Workers' Compensation Appeals Board Approval Required to Settle Both Workers' Compensation and Disability Claims
In a familiar scenario, Wendy Steller filed a workers' compensation claim arising out of an alleged work-related back injury as well as a civil lawsuit for disability discrimination against her employer. At a court-ordered settlement conference, Steller settled both her workers' compensation and civil disability claims for $95,000. Buyer's remorse set in, and Steller subsequently sought to set aside the entire settlement on the ground that settlement of the workers' compensation claim required administrative approval by the Workers' Compensation Appeals Board ("WCAB"). In Steller v. Sears, Roebuck and Company, the California court of appeal held that the settlement was enforceable albeit subject to approval by the WCAB. The court explained that if the WCAB does not approve the settlement, then the settlement would be set aside.
Class Action Against Oracle Approved for Alleged Overtime Violations
In Oracle Wage and Hour Cases, involving four lawsuits in a coordinated proceeding against Oracle, the Superior Court for the County of Alameda certified a class of about 3,000 Oracle employees who allege they were misclassified as exempt from overtime and owed unpaid overtime pay. The classes include technical and service analysts, project managers, and quality assurance analysts and developers. The plaintiffs also allege they were deprived of breaks, and owed penalties for unpaid wages, untimely payment of wages, and inaccurate wage statements. Class certification does not decide the merits of the case, and Oracle will still have an opportunity to establish the claimed exemptions.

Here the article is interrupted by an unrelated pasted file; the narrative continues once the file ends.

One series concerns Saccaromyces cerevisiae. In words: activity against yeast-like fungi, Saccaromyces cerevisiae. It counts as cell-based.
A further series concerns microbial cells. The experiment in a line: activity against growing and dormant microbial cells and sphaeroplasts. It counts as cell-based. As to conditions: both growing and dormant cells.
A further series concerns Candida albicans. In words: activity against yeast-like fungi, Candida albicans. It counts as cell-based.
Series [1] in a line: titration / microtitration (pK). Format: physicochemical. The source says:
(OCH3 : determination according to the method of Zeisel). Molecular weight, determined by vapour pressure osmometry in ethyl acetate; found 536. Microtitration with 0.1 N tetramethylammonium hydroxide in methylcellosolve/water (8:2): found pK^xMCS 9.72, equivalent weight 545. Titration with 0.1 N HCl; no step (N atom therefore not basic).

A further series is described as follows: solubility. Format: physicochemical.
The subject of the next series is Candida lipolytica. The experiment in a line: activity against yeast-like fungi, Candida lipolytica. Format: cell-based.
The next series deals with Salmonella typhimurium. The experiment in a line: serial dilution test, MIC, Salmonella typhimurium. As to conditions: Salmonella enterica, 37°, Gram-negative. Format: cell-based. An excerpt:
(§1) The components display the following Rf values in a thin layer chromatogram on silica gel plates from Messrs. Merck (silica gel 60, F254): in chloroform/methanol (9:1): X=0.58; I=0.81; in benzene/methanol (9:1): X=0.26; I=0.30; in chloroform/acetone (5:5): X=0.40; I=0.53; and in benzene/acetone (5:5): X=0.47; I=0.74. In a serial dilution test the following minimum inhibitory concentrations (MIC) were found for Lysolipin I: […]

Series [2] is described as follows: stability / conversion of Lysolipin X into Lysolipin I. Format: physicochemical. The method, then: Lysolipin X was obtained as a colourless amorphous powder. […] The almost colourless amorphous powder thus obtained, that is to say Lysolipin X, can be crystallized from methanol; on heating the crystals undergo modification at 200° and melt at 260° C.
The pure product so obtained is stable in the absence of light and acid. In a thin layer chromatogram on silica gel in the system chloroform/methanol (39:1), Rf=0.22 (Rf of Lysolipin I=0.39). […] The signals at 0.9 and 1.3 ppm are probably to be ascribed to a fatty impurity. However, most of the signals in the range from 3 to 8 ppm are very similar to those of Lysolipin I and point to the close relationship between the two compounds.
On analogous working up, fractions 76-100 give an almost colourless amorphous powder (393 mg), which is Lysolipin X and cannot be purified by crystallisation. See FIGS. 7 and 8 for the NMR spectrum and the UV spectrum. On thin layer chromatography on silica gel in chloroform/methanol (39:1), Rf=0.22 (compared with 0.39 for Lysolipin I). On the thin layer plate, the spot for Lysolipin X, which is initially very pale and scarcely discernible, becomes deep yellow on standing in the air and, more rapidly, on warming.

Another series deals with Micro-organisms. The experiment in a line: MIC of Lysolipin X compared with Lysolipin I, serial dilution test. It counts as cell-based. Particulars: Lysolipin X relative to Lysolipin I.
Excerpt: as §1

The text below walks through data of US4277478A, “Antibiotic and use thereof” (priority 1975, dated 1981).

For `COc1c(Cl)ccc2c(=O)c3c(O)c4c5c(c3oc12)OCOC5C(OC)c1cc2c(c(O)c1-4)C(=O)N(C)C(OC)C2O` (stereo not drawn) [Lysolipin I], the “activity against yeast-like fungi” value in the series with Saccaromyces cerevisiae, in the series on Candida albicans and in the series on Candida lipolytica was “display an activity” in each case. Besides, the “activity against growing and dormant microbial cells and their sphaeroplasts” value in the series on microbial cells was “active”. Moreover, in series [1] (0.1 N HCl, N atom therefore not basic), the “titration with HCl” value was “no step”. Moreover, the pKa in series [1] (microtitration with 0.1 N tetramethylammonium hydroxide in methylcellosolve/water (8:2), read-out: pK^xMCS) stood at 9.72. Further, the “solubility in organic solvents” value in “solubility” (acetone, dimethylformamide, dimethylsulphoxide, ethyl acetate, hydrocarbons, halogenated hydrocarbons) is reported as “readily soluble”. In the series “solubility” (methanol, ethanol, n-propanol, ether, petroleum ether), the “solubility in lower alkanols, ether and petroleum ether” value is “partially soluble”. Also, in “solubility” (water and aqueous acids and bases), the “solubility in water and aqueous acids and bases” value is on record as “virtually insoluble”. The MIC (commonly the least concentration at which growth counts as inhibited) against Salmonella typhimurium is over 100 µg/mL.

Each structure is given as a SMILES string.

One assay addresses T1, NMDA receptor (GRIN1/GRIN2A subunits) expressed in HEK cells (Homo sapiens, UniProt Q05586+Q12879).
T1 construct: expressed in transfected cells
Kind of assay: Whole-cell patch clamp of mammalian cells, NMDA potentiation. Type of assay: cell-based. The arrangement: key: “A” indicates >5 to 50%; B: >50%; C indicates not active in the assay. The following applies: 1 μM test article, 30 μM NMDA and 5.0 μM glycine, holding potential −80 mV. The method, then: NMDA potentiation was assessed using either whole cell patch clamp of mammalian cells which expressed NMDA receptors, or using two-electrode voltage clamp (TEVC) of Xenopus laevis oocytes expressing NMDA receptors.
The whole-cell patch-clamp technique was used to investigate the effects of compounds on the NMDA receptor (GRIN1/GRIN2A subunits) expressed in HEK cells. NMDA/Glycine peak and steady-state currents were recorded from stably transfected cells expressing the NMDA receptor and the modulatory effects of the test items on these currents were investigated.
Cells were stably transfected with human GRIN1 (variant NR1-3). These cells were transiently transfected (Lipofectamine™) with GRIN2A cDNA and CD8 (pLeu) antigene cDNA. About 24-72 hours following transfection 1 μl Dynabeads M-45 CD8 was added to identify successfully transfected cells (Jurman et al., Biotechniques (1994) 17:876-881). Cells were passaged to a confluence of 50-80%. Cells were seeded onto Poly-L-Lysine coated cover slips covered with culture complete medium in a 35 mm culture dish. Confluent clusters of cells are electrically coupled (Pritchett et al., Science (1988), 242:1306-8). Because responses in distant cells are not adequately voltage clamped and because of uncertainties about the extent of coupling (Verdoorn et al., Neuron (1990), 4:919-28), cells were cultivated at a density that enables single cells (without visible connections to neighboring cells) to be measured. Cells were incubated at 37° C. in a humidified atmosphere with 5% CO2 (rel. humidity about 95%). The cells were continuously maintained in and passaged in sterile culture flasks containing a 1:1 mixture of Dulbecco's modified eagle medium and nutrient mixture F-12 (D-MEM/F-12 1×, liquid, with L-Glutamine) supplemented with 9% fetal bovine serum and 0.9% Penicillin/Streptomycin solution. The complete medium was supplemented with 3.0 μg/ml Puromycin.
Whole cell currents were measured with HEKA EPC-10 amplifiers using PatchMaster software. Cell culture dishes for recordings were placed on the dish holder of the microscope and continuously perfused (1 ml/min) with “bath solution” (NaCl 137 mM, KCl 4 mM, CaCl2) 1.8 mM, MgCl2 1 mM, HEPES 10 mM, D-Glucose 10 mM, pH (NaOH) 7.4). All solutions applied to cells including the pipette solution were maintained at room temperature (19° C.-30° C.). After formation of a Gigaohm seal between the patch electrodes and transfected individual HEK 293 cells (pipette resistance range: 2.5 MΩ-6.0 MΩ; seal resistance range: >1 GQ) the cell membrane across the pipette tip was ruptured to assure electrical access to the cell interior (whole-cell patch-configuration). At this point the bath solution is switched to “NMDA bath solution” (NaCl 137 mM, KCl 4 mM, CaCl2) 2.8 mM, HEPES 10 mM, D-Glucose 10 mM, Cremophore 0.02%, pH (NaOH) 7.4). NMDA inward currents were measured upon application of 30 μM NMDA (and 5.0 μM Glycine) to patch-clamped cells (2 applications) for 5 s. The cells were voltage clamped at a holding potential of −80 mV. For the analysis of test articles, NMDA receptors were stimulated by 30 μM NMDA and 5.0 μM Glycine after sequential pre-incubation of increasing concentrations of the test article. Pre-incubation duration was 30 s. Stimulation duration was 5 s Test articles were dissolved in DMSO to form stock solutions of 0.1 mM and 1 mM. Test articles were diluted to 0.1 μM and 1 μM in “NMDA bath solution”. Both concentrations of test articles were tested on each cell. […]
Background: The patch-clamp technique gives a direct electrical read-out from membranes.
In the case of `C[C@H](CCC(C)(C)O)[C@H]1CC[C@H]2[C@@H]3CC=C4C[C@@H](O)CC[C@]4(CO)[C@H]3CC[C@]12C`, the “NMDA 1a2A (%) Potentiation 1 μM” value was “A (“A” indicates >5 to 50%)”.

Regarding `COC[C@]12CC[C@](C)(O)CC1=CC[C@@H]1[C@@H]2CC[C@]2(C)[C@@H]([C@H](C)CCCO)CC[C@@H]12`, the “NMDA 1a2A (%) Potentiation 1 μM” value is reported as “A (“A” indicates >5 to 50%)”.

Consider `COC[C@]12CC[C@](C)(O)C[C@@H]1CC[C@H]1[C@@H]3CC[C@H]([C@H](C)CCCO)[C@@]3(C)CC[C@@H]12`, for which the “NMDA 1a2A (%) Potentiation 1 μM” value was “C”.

Employer Properly Discharged Employee for Failure to Give Timely Notice of Need for Additional FMLA Leave
In Brown v. Auto Components Holdings LLC, the federal Seventh Circuit Court of Appeals (covering Midwestern states including Indiana) held that plaintiff failed to timely notify her employer of her need for additional FMLA leave. When Letecia Brown failed to timely return from FMLA leave, per the union contract, the employer mailed her notice giving her five days to return to work or to provide medical certification of the need for additional leave. The day after her scheduled return date, Brown called the plant nurse about her need for additional leave and was told that she needed to provide medical certification. The employer terminated Brown after she failed to provide the requested certification. After her termination, Brown provided certification and sued when her employer refused to reinstate her. In dismissing the suit, the court held that Brown's termination, after notice and opportunity to provide medical certification, was lawful.
Employee Failed to Establish Sufficient Evidence of Race Discrimination
In Smith v. Fairview Ridges Hospital, the federal Eighth Circuit Court of Appeals (covering Midwestern states including Minnesota) held that a transportation aide employed at a hospital emergency room ("ER") failed to offer sufficient evidence of race discrimination to require a trial. Among other evidence, Shelia Smith (one of two African Americans in the ER room) offered evidence that a picture of "Buckwheat," a character from the Little Rascals show, was posted on the ER door along with other employees' childhood photographs with the caption: "Guess who this is?" On another occasion, a co-worker said Smith needed to "go back to the ghetto where she came from." In yet another incident, Smith brought fried chicken to a potluck. When a nurse asked who brought the fried chicken, a co-worker responded: "Who else?" In affirming summary judgment for the employer, the court held that the incidents, though racially tinged, were relatively infrequent (occurring over 12 months), involved co-workers and not managers, and were not severe or pervasive as to give rise to a hostile work environment.